eWestern BirdsThe Quarterly Journal of Western Field Ornithologists
Vol. 33, No. 3
Western Field Ornithologists
Patterns of Distribution and Abundance of Migratory Shorebirds in the Intermountain West of the United States
W. David Shuford, Gary W. Page, and Lynne E. Stenzel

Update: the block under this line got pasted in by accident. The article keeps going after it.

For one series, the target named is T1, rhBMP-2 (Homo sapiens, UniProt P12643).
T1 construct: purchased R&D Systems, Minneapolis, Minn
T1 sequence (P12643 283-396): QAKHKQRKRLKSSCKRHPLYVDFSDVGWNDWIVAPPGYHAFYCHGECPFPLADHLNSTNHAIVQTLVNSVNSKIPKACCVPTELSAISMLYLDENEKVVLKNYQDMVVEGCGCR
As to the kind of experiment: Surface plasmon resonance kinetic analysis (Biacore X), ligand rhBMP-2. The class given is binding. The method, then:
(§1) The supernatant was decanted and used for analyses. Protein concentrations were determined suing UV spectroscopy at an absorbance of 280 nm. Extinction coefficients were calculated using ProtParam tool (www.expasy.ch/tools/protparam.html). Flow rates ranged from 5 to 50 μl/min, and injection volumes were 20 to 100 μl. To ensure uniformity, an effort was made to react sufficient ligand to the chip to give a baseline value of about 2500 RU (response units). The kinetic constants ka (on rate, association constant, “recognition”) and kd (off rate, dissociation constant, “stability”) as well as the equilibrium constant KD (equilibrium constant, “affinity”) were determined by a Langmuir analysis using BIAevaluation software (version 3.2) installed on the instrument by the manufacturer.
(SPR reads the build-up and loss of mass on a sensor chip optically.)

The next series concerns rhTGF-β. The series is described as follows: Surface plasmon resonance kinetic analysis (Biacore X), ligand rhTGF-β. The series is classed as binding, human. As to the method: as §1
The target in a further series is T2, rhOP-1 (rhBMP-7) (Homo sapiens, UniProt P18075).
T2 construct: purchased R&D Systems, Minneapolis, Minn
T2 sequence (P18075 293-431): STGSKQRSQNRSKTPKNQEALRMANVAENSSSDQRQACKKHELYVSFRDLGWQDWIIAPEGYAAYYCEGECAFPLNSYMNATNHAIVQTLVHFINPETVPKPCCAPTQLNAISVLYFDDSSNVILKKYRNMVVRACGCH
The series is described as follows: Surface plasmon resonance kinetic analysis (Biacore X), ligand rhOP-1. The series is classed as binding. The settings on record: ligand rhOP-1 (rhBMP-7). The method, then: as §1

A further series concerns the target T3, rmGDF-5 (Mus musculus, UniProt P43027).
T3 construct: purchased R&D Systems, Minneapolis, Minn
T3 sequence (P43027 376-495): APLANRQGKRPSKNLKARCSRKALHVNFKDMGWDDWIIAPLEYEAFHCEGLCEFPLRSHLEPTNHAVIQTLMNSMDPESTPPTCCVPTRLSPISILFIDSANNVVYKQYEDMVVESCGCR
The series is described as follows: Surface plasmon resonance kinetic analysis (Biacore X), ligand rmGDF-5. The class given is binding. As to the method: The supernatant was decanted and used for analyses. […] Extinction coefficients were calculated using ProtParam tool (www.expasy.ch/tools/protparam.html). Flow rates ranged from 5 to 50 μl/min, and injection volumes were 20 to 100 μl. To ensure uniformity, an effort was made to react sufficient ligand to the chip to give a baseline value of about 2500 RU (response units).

ABSTRACT: From 1989 to 1995, we coordinated shorebird surveys in wetlands throughout the Intermountain West. Of 39 species, the American Avocet was the most numerous (280,000 in fall). Population estimates also exceeded 50,000 birds for the Black-necked Stilt (fall), American Avocet (spring), Western Sandpiper (fall and spring), and Long-billed Dowitcher (fall) and 10,000 for the Black-necked Stilt (spring), Marbled Godwit (fall and spring), Least Sandpiper (fall and spring), and Long-billed Dowitcher (spring). Great Salt Lake, Utah, held the greatest numbers of shorebirds (380,000 in fall) followed by the Salton Sea, California (88,000 in fall). Eight other sites held >10,000 shorebirds in spring or fall: Harney Basin, Summer Lake, and Lake Abert, Oregon; Lake Lowell, Idaho; Goose Lake, Oregon/California; Mono Lake, California; and Humboldt Wildlife Management Area and the Lahontan Valley, Nevada. An additional 29 sites held >1000. Shorebirds' distribution in the Intermountain West varied by subregions and habitats. Species also varied from being highly concentrated in large numbers at a few sites (e.g., Marbled Godwit) to being spread in small numbers among many sites (e.g., Killdeer). The single greatest threat to intermountain shorebirds is the scarcity of high-quality water for wettands. The U.S. Shorebird Conservation Plan shows great promise, but it will require vigorous regional implementation to stem and reverse the continuing loss and degradation of wetland and upland habitats used by shorebirds.